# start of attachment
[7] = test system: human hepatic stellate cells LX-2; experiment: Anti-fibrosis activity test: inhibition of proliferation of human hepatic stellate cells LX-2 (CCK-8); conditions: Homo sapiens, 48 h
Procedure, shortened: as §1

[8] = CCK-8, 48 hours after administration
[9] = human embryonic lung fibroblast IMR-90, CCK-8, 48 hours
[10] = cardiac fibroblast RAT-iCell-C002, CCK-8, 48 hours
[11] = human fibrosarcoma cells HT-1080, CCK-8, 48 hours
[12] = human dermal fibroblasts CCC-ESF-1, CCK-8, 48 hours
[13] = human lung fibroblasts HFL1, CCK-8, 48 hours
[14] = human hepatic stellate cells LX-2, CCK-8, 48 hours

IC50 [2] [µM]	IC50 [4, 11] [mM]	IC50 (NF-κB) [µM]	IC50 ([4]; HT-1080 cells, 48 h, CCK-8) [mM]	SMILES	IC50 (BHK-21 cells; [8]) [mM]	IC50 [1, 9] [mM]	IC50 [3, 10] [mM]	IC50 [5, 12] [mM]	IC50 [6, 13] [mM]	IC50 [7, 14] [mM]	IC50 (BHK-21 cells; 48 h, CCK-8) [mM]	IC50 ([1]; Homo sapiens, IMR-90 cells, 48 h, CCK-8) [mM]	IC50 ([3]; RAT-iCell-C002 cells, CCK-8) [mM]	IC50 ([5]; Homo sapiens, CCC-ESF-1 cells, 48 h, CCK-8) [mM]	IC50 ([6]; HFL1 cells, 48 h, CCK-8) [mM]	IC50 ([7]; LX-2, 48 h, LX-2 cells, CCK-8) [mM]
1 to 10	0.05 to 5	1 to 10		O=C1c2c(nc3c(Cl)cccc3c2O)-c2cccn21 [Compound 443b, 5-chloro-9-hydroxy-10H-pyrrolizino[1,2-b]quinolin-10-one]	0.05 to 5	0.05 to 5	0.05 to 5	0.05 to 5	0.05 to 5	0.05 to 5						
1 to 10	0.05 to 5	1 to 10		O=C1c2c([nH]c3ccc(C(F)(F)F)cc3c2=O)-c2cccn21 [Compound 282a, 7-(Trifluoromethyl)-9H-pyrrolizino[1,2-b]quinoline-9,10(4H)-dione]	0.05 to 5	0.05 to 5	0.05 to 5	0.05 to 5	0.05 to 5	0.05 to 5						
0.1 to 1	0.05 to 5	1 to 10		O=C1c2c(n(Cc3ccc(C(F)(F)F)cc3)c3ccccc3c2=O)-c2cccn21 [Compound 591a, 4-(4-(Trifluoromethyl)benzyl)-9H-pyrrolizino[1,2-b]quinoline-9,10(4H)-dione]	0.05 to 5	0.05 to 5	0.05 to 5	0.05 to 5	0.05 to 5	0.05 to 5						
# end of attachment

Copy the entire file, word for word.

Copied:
[7] = test system: human hepatic stellate cells LX-2; experiment: Anti-fibrosis activity test: inhibition of proliferation of human hepatic stellate cells LX-2 (CCK-8); conditions: Homo sapiens, 48 h
Procedure, shortened: as §1

[8] = CCK-8, 48 hours after administration
[9] = human embryonic lung fibroblast IMR-90, CCK-8, 48 hours
[10] = cardiac fibroblast RAT-iCell-C002, CCK-8, 48 hours
[11] = human fibrosarcoma cells HT-1080, CCK-8, 48 hours
[12] = human dermal fibroblasts CCC-ESF-1, CCK-8, 48 hours
[13] = human lung fibroblasts HFL1, CCK-8, 48 hours
[14] = human hepatic stellate cells LX-2, CCK-8, 48 hours

IC50 [2] [µM]	IC50 [4, 11] [mM]	IC50 (NF-κB) [µM]	IC50 ([4]; HT-1080 cells, 48 h, CCK-8) [mM]	SMILES	IC50 (BHK-21 cells; [8]) [mM]	IC50 [1, 9] [mM]	IC50 [3, 10] [mM]	IC50 [5, 12] [mM]	IC50 [6, 13] [mM]	IC50 [7, 14] [mM]	IC50 (BHK-21 cells; 48 h, CCK-8) [mM]	IC50 ([1]; Homo sapiens, IMR-90 cells, 48 h, CCK-8) [mM]	IC50 ([3]; RAT-iCell-C002 cells, CCK-8) [mM]	IC50 ([5]; Homo sapiens, CCC-ESF-1 cells, 48 h, CCK-8) [mM]	IC50 ([6]; HFL1 cells, 48 h, CCK-8) [mM]	IC50 ([7]; LX-2, 48 h, LX-2 cells, CCK-8) [mM]
1 to 10	0.05 to 5	1 to 10		O=C1c2c(nc3c(Cl)cccc3c2O)-c2cccn21 [Compound 443b, 5-chloro-9-hydroxy-10H-pyrrolizino[1,2-b]quinolin-10-one]	0.05 to 5	0.05 to 5	0.05 to 5	0.05 to 5	0.05 to 5	0.05 to 5						
1 to 10	0.05 to 5	1 to 10		O=C1c2c([nH]c3ccc(C(F)(F)F)cc3c2=O)-c2cccn21 [Compound 282a, 7-(Trifluoromethyl)-9H-pyrrolizino[1,2-b]quinoline-9,10(4H)-dione]	0.05 to 5	0.05 to 5	0.05 to 5	0.05 to 5	0.05 to 5	0.05 to 5						
0.1 to 1	0.05 to 5	1 to 10		O=C1c2c(n(Cc3ccc(C(F)(F)F)cc3)c3ccccc3c2=O)-c2cccn21 [Compound 591a, 4-(4-(Trifluoromethyl)benzyl)-9H-pyrrolizino[1,2-b]quinoline-9,10(4H)-dione]	0.05 to 5	0.05 to 5	0.05 to 5	0.05 to 5	0.05 to 5	0.05 to 5						